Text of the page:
As we go about our daily lives, we tend to assume that our perceptions — sights, sounds, textures, tastes — are an accurate portrayal of the real world. Yet, when we stop and think about it — or when we find ourselves fooled by a perceptual illusion — we realize with a jolt that what we perceive is never the world directly, but rather our brain’s best guess at what that world is like, a kind of internal simulation of an external reality. Still, we bank on the fact that our simulation is a reasonably decent one. If it wasn’t, wouldn’t evolution have weeded us out by now? The true reality might be forever beyond our reach, however.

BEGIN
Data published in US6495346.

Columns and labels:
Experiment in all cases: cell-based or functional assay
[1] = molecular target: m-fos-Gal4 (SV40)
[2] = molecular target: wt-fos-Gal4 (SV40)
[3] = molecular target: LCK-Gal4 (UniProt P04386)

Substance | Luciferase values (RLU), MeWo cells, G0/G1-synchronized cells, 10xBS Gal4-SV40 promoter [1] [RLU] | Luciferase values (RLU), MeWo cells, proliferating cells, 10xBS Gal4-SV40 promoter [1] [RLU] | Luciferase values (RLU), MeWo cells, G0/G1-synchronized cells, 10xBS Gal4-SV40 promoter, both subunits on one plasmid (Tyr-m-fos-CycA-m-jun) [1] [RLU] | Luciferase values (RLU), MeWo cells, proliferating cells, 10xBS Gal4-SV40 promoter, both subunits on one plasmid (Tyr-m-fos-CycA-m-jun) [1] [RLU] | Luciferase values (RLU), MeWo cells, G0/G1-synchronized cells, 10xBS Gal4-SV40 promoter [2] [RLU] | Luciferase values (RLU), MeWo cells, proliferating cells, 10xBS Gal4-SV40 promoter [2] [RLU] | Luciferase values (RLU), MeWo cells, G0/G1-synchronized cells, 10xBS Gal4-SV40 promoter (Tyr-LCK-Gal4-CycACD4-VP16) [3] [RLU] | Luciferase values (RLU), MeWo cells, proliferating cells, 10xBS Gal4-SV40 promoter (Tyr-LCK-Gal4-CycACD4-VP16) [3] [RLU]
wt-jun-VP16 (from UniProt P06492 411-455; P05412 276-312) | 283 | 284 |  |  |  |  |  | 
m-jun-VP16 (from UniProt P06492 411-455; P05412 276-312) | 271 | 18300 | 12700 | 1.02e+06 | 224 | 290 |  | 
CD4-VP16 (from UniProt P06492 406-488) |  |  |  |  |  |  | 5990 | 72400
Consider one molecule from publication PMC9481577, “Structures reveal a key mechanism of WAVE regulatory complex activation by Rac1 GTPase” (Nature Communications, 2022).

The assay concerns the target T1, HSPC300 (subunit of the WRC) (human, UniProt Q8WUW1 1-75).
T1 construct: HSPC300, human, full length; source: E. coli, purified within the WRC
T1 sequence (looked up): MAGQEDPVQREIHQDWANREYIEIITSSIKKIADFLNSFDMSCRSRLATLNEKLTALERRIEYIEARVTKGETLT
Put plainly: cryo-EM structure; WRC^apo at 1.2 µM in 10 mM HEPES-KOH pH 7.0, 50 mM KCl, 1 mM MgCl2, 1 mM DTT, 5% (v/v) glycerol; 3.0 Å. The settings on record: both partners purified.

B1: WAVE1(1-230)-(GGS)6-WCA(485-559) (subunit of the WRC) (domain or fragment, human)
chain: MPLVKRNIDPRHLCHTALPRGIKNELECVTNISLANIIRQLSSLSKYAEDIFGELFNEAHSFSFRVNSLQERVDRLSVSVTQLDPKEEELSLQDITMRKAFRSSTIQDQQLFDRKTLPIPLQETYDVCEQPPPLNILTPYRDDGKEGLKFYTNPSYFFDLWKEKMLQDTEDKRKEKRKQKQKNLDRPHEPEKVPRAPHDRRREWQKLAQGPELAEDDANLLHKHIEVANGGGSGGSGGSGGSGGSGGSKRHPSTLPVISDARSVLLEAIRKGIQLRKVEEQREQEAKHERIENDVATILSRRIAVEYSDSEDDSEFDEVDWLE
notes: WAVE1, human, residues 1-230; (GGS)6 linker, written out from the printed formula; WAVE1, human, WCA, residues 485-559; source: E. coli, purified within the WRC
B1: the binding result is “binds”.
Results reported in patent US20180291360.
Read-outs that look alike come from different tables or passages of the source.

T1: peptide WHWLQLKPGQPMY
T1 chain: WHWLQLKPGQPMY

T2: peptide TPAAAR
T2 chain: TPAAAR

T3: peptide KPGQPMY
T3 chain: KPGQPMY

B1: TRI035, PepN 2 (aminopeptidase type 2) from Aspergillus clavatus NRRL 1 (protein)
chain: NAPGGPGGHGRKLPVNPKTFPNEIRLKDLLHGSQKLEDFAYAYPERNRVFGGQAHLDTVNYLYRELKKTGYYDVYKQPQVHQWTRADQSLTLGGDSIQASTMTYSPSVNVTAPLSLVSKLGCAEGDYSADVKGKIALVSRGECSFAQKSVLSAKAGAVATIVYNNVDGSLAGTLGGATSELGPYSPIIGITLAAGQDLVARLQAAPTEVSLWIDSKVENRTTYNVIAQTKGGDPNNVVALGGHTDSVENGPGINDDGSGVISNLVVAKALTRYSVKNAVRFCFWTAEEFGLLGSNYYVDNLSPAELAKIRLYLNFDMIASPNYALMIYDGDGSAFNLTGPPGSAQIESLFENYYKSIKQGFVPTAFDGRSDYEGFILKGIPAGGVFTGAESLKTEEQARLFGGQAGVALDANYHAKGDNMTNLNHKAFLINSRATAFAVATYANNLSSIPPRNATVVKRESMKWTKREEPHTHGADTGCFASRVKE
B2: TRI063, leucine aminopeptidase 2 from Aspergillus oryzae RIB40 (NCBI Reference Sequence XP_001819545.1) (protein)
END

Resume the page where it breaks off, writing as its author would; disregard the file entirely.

Is space and time in which we think we operate just our VR headset, an interface that we can reverse engineer? What would it feel like to see reality as it is truly is? So far, it seems unimaginable, but at least we can imagine this “reality headset” melting and dripping away.
Inspired by the work of Donald Hoffman, an American cognitive psychologist, Professor of Cognitive Sciences at the University of California, Irvine, and popular science author.
The project emerged from my work on another series, called "Dripping Realities", so the characters look similar.